But there it is, and there you are. And there, after many miles, is Palmdale. Sprawling in the shadow of Edwards Air Force Base, Palmdale is perhaps best known to Padre fans as the home of Matt Harrington, a promising young right-hander who, for reasons difficult to swallow, never had a career. As someone who has lived in large cities all my life, I look at Palmdale and see the type of place that a talented kid would leave in a heartbeat to pursue his dreams. But what do I know? There may well be a thousand more towns scattered throughout the country that are just like Palmdale, with countless talented kids whose names we’ll never know.

Regardless, Lancaster is the next town along the Antelope Valley Freeway and it is at Avenue I that we exit for the stadium. This afternoon’s contest features the Lancaster JetHawks (Diamondbacks) and the High Desert Maverics (Brewers).

Entrance to Lancaster's 'Hangar'

As at Elsinore, we sat behind home plate, this time two rows back. From this vantage point, you can see cars and trucks passing on the freeway behind the batters’ eye in center field. The mountains that surround the basin only become visible on moving down the lines. Snow-capped peaks are visible to the east from the third base side. On a cloudless day in the mid-80s, this is a cruelly refreshing touch.

Snow-capped peaks behind the first base dugout at the Hangar

Lancaster is known as one of the best hitting parks in the Cal League, partly because it is about 2500 feet above sea level and partly because of the winds, especially at night. In the game we were at, the wind swirled and shifted constantly but only gusted once or twice. One local we talked to suggested that the ball carries a lot better at night. (This same person also defended the opposition’s stealing second in the eighth inning of an 8-2 game; it is worth noting that nobody on the JetHawks so much as batted an eye when that happened.)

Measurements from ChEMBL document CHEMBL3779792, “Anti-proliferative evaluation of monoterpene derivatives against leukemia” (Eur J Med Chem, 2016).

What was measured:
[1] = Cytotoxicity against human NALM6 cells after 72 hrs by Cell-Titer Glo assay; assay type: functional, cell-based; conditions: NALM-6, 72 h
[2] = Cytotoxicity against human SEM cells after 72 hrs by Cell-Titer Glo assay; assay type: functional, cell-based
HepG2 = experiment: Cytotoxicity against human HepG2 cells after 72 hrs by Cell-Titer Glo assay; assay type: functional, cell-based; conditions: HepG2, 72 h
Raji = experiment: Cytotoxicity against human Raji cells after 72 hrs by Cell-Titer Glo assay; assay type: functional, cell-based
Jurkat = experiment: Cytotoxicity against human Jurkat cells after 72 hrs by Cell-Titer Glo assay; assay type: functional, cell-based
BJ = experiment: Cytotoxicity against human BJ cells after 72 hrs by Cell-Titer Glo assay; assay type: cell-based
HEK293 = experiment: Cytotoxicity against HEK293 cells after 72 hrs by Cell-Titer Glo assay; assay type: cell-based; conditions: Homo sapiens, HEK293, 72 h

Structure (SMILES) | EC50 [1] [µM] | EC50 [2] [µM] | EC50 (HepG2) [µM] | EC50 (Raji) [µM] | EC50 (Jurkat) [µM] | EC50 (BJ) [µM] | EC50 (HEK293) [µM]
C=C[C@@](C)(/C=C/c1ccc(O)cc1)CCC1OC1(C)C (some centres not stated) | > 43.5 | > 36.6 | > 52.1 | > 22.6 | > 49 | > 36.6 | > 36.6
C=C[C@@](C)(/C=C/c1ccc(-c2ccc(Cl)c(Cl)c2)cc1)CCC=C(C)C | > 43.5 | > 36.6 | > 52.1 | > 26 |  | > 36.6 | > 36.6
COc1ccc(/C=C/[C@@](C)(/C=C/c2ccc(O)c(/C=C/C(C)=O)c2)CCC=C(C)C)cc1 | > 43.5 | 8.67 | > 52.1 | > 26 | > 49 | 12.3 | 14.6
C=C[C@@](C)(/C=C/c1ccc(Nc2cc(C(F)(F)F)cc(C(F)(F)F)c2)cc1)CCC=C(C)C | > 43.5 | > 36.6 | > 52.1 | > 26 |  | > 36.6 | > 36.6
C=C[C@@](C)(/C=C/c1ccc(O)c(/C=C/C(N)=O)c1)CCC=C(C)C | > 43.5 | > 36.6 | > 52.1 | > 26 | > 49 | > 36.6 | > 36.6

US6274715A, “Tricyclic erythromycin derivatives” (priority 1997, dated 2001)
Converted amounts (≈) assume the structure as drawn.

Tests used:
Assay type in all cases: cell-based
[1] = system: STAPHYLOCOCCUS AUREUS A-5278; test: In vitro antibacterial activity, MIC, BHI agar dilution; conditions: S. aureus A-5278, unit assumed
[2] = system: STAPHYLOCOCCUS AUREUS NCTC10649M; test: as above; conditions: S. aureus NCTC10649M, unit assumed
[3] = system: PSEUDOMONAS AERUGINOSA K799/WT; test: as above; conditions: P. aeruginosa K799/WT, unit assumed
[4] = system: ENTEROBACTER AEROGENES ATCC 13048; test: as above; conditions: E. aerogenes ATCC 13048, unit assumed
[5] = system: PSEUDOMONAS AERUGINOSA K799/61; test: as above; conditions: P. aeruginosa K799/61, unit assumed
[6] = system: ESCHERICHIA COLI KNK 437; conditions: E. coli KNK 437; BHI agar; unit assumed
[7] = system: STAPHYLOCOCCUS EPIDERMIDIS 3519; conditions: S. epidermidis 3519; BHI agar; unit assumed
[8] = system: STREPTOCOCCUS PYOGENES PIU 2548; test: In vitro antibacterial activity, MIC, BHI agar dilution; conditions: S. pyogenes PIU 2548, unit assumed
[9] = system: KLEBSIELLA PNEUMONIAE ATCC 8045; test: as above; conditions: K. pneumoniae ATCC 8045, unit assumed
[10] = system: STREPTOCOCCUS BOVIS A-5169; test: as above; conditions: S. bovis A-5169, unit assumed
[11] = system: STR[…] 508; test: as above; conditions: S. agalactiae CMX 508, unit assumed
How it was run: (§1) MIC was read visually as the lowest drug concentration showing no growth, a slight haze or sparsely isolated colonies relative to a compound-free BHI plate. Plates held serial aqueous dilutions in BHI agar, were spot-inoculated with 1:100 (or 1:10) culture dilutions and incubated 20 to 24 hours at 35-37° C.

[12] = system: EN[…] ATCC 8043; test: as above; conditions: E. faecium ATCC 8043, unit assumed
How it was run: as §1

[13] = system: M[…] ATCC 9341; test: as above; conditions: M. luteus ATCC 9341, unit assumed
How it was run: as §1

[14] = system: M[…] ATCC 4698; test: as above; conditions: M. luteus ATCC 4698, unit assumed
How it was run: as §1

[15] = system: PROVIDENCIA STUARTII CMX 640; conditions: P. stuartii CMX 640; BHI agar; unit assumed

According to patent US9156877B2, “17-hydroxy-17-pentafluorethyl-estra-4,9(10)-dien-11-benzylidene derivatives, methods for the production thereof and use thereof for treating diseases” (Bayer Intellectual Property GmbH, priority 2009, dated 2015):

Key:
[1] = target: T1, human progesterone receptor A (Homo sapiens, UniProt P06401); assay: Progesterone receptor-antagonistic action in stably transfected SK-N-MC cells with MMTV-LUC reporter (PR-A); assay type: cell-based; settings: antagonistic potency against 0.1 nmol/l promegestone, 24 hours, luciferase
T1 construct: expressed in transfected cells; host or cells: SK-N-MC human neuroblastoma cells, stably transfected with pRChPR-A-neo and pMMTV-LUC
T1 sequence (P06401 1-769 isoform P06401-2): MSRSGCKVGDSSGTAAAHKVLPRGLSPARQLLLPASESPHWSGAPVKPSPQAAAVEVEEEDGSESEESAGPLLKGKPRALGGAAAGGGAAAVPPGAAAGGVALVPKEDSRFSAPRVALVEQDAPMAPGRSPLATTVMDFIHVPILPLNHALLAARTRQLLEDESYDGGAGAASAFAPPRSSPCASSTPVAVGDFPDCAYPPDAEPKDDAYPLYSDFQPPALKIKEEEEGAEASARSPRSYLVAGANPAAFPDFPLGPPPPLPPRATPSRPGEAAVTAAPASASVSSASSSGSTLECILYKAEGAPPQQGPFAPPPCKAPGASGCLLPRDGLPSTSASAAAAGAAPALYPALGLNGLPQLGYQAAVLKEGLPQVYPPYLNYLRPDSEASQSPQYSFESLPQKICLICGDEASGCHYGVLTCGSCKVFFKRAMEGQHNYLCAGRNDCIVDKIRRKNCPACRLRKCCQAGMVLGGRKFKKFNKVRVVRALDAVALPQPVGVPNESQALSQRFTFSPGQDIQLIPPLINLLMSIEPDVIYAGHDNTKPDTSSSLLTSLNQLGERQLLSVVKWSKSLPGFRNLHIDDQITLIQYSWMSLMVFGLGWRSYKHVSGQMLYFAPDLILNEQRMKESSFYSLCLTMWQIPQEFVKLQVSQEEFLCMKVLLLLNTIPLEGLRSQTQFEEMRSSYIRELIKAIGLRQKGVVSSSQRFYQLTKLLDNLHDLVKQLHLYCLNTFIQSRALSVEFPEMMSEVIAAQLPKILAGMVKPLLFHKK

The game itself wasn’t particularly well played. Arizona prospect Conor Jackson took some nice cuts at the plate. He didn’t have a great line, but he did a nice job going after a couple of good breaking balls. Jackson reminded me a little, physically, of the Angels’ Tim Salmon. Big, strapping kid. Obvious power. A bit raw in left field. Good idea at the plate, probably a shade too good for the league.

The JetHawks' Conor Jackson waits for his pitch

A few familiar faces at the park. Right-hander Nick Neugebauer is rehabbing with the High Desert Mavericks and was charting pitches for this game. Former big-leaguer Wally Backman manages the Lancaster squad and dropped a few choice words well within earshot of several children when the umpires failed to call a ball foul that appeared to have bounced off the batter’s foot. I like to think that if I had kids, I’d have explained Backman’s behavior by noting that everyone has his own way of celebrating Easter. I wouldn’t have, of course, but I like to think that I might have.

Speaking of umpires, if you’ve ever thought that officiating baseball games might be your calling, I recommend paying a visit to Lancaster, preferably during the summer. Cal League umpires work in two-man crews. One guy calls balls and strikes, the other mans the field. Man on first, left-handed batter at the plate. Check swing. Did he go? Ask the umpire standing behind first base who is looking square at the hitters’ back.

Same situation, batter launches one down the left-field line. Is it fair or foul? Look at the foul poles at the Hangar. Now think of a guy kicking a field goal in the NFL. Now imagine that the official is standing behind the other end zone. And that the goal posts only extend half as high as normal. And there’s only one goal post. And the kicker is using a baseball. Absurd, perhaps, but these are the conditions.

At any rate, after the game, the kids dumped onto the field to collect Easter eggs and we headed back the way we came. Three hours of dirt, crazy kids racing down I-15 in their ridiculous trucks, and Wilco later, we were home. Glad to have gone, glad to be home. Already thinking vaguely about next month’s jaunt into the inner reaches of California…